The Ballad of Frankie Silver A Ballad Novel (Paperback)
|Author: Sharyn McCrumb|
|A career lawman will bear witness to the final judgment, as a man he put away 20 years ago is about to be executed for the brutal slaying of two hikers. However, his conscience is no longer clear to the point of absolute certainty about the man''s guilt. Also of intense interest to the lawman is the parallel between current events and a legendary murder and execution over 100 years old -- the story of a great injustice, and a woman condemned to die for a crime she didn''t commit. Suddenly, the sheriff finds himself in a race against and across time to see that history doesn''t repeat itself! HC; Dutton.|
From the Publisher:
The New York Times Bestseller
Set in the Appalachian wilderness and blending legends and folklore with high suspense, this stellar novel, The Ballad of Frankie Silver, is considered one of McCrumb?s crowning achievements.
In 1833 Frankie Silver was an eighteen-year-old girl convicted of murder in Burke County, North Carolina. Through a detailed investigation, the local sheriff, and soon all the townsfolk, discover reason to question her guilt---but the wheels of justice were mercilessly unstoppable, and she was hanged.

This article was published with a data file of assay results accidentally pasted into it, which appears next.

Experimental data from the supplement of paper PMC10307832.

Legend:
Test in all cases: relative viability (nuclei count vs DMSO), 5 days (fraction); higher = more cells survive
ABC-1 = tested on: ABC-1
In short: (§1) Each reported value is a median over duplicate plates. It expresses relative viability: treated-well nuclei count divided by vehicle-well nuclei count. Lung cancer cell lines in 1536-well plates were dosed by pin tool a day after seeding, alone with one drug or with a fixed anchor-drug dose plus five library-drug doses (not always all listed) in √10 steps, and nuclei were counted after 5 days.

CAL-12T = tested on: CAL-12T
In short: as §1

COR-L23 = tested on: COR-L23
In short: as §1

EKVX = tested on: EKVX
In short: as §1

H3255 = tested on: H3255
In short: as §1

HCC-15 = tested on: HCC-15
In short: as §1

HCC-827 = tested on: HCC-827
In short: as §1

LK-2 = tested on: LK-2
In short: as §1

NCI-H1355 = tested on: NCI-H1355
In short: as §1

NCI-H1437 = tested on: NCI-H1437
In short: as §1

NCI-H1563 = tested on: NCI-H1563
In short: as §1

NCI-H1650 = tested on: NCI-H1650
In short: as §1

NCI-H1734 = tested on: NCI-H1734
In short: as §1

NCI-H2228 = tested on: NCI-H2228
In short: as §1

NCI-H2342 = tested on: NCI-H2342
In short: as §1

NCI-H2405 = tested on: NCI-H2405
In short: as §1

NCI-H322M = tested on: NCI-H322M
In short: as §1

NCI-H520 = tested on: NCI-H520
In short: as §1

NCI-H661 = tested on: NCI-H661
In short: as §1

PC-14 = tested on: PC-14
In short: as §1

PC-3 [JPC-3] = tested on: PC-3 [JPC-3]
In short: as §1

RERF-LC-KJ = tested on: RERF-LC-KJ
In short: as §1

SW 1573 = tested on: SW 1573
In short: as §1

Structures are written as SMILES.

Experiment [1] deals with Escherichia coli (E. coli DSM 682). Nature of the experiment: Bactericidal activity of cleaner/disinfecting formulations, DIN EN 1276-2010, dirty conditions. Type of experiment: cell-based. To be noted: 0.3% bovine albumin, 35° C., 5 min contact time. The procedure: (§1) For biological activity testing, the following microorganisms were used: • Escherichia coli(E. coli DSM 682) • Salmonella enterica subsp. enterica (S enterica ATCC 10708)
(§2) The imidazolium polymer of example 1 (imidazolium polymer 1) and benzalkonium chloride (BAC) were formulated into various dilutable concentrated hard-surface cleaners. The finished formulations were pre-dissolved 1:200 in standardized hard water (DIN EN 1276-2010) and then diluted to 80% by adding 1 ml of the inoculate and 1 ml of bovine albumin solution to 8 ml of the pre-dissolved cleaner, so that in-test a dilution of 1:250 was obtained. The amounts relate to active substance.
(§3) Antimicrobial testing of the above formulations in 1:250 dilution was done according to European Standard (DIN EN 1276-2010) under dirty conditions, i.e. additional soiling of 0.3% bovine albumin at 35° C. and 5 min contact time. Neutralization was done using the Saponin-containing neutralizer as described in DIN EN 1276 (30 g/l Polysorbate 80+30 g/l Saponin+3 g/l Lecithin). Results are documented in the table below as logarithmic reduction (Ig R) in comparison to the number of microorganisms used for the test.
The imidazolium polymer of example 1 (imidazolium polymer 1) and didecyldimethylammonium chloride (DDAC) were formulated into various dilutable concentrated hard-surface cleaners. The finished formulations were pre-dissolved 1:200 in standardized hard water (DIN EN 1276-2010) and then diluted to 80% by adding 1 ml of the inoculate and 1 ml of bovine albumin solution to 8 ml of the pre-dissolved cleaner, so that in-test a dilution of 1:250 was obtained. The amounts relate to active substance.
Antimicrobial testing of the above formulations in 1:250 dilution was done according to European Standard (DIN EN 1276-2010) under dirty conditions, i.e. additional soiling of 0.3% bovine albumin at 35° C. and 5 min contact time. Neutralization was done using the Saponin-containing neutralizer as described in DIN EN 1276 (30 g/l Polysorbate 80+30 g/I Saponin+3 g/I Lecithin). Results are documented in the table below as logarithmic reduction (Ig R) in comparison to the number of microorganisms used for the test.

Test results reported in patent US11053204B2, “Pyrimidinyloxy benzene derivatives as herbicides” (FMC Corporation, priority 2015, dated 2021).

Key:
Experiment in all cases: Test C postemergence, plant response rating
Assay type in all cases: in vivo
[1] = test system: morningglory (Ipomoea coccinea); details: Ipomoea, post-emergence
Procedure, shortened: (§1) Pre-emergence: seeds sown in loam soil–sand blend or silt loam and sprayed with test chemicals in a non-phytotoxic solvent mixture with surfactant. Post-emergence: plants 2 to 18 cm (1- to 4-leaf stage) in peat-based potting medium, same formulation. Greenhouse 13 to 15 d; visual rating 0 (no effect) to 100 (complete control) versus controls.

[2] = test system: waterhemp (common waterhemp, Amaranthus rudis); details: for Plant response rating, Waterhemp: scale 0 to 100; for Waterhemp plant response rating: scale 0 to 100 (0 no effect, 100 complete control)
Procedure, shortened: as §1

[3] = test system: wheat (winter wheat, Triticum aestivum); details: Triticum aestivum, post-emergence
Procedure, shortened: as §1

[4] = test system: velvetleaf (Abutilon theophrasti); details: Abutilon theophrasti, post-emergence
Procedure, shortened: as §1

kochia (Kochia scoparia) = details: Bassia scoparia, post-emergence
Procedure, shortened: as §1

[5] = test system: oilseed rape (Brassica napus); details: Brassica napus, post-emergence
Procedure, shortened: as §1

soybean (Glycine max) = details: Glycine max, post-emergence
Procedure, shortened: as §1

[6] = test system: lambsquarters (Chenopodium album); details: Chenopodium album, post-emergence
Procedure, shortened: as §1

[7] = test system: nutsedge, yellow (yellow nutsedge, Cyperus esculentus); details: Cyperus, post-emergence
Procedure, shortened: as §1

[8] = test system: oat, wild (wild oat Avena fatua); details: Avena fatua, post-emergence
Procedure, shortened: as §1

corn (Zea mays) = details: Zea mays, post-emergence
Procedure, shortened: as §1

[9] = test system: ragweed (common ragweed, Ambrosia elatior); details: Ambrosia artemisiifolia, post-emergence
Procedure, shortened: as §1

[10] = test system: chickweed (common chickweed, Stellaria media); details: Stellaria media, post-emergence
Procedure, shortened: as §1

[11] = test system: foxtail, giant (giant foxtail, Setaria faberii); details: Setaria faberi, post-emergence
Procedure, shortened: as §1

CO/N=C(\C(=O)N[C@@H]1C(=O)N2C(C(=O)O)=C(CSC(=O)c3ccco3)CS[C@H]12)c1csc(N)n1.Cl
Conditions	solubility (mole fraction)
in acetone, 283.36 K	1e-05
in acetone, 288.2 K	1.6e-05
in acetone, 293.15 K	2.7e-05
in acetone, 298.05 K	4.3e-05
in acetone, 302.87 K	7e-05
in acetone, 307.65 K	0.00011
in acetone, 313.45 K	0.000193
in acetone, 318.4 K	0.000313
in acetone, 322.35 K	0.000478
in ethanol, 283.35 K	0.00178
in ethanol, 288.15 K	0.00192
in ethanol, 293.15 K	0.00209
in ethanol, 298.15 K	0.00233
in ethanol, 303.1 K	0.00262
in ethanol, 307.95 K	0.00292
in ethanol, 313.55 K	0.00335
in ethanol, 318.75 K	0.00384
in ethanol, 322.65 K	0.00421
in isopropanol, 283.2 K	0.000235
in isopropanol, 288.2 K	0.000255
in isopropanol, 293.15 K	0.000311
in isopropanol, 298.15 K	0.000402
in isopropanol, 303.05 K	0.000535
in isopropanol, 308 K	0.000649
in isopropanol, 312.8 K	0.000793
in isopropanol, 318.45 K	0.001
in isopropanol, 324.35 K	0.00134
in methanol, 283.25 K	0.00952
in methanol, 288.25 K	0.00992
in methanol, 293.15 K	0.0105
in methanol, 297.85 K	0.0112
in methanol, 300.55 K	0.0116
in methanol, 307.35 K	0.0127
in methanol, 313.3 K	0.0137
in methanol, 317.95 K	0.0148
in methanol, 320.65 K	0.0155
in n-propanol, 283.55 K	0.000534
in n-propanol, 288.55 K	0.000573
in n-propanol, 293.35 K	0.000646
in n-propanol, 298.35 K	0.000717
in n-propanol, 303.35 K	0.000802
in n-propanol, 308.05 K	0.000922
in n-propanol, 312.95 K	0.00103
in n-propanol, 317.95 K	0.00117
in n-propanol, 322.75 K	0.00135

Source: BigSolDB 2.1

Now, more than a century later, another woman is convicted of murder in the lush hills of Tennessee. Her life is in the hands of Spencer Arrowood, a man who begins to discover that the convictions of these two women have deep and haunting parallels. Although Frankie?s fate cannot be changed, there is still time to alter the fate of another innocent woman.
In a voice that could only be Sharyn McCrumb?s, the worlds of these two murders, these two women, intersect in this densely plotted and lyrical novel?and characters, generations, and history are breathlessly painted against an Appalachian canvas.
When he is asked to witness the execution of a young man found guilty of a double murder, Tennessee Sheriff Spencer Arrowood is reminded of a convicted murderer hanged in 1833. But like the long-ago trial and hanging of Frankie Silver, this new case seems far less clear-cut than the judge and jury believe it to be. Will Sheriff Arrowood witness another unjust execution, or is the young man on death row guilty as charged? A "New York Times" Notable Book for 1998.